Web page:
International security pacts vital, but trust needed

International security pacts vital, but trust needed

Summary: Cross-border treaties to collaborate and protect against online threats growing in importance, but potential allies need trust and right incentives to ensure such agreements are effective, security observers note.

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Cross-border security pacts are increasingly relevant as these can help fight cybercrime, allow governments to share threat information and open channels for communication, say security observers. The challenge will be in fostering trust among traditional rival countries and enforcing the agreements, though.

Phyllis Schneck, vice president and CTO of McAfee's public sector arm, noted that such agreements between governments are necessary due to the global nature of cybercrime.

Additionally, these provide the structure and context for partner countries to share information on threats, and enable governments and companies to collaborate in ways to effectively fight cybercrime while ensuring privacy for their citizens are protected, she added.

Ashar Aziz, founder and CEO of FireEye, added that the allies can now open up communication channels to avoid unintended consequences. This is important in the online arena as it helps avoid possible escalation of tension due to miscalculated attacks, for example, he explained.

This point was reiterated by the U.S. defense secretary Leon Panetta, who said in May that because the United States and China have been subjected to cyberattacks in the past, both countries have developed technological capabilities in this arena. However, he stated that it's "extremely important" that they worked together to develop ways to avoid any miscalculation or misperception that could lead to crisis.

Aziz went on to warn that online threats have changed radically in just a few years while cybercriminals have also evolved from engaging in the "broad, scattershot approach" of mass market malware to developing customizable malware to "steal sensitive and insider information. They can do so using commercial toolkits to build malware effective at penetrating secure corporate networks, he added.

With the changing security landscape, cross-border agreements take on additional importance in preventing social and economic fallouts from cyberattacks, he surmised.

Real-time intelligence needed
To ensure that the pact is effective though, the CEO said relevant technologies to provide real-time, situational awareness is vital. He explained that real-time malware analysis, continuous threat monitoring, and geo-attribution capabilities need to be deployed to augment the agreements and prevent tensions from rising should any of the state partners suffer a cyberattack.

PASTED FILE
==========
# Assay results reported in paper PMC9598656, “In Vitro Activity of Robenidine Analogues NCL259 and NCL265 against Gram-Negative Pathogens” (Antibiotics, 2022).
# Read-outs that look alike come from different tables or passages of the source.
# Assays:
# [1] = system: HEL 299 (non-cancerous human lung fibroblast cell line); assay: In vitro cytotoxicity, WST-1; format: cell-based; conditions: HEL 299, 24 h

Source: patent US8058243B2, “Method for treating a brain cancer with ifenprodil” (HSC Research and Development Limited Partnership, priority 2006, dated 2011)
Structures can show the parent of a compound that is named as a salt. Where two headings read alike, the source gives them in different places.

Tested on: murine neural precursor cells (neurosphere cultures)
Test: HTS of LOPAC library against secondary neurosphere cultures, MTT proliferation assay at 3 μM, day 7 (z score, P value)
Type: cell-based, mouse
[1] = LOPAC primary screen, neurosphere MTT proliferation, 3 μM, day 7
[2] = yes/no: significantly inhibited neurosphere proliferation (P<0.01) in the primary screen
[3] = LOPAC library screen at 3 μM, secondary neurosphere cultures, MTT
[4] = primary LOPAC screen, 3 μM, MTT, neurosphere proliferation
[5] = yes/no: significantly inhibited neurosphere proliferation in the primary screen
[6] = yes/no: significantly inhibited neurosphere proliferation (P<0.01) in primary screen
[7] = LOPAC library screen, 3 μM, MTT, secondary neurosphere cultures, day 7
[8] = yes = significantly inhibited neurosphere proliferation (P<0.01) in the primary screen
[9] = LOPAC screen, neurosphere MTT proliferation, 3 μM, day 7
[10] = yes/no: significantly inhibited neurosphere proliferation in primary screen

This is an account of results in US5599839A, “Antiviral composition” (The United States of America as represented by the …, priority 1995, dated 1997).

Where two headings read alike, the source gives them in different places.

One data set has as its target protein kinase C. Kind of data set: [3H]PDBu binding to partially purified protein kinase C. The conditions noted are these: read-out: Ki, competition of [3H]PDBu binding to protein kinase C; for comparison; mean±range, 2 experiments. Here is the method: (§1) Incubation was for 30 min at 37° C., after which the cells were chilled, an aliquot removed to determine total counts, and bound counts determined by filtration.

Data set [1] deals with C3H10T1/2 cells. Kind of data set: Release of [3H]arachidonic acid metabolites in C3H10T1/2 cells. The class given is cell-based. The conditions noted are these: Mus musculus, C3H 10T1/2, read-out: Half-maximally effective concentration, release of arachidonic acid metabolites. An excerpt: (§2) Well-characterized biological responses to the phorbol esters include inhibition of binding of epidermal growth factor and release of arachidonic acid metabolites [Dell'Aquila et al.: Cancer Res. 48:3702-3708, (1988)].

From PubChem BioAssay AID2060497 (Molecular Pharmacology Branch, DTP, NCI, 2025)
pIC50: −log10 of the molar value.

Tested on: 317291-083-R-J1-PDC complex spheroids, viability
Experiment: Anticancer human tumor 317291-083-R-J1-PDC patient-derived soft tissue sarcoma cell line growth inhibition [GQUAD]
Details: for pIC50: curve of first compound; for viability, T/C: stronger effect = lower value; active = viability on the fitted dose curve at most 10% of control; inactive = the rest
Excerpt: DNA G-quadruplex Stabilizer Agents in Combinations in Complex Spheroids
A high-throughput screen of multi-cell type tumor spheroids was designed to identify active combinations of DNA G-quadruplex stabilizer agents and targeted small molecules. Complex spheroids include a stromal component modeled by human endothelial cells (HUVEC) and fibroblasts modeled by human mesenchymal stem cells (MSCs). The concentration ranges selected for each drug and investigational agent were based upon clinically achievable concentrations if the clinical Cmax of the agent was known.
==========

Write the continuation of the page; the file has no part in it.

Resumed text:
The collated information from these systems can also be shared to facilitate the prosecution of online crimes, he added.

Schneck added that with the global interconnected structure of the Internet, a key challenge would be to correlate real-time intelligence from multiple sources and countries. This is why international cooperation is needed to facilitate this and fend off online threats.

"This degree of situational awareness is crucial in being able to address the real-time cyber challenges governments and private sectors confront today," she said.

An example of this is the agreement U.S. currently enjoys with its European Union counterparts, the CTO pointed out, adding that it was well thought out and working well. Both parties have good incentives to collaborate and take an active role in information sharing, cybersecurity exercises, and policy developments, Schneck highlighted.

Overcome trust issues
However, such international security agreements may be difficult to enforce should there be a lack of trust among ally governments, said the McAfee executive.

In order to engender trust, she suggested countries create initial confidence-building measures during the process of negotiating the terms of the pact. There should also be strong incentives to cooperate included in the treaty, she added.

Enforcing the treaty and accurate accounting of their actions will be challenges too, Aziz noted. For example, the policing of allies' actions to see if they comply to the agreement can create disputes unless there is a set of technologies in place to mitigate this and protect against violations.

Topics: Networking, Data Management, Government, Government Asia, Security, IT Employment

Ellyne Phneah

About Ellyne Phneah

Elly grew up on the adrenaline of crime fiction and it spurred her interest in cybercrime, privacy and the terror on the dark side of IT. At ZDNet Asia, she has made it her mission to warn readers of upcoming security threats, while also covering other tech issues.

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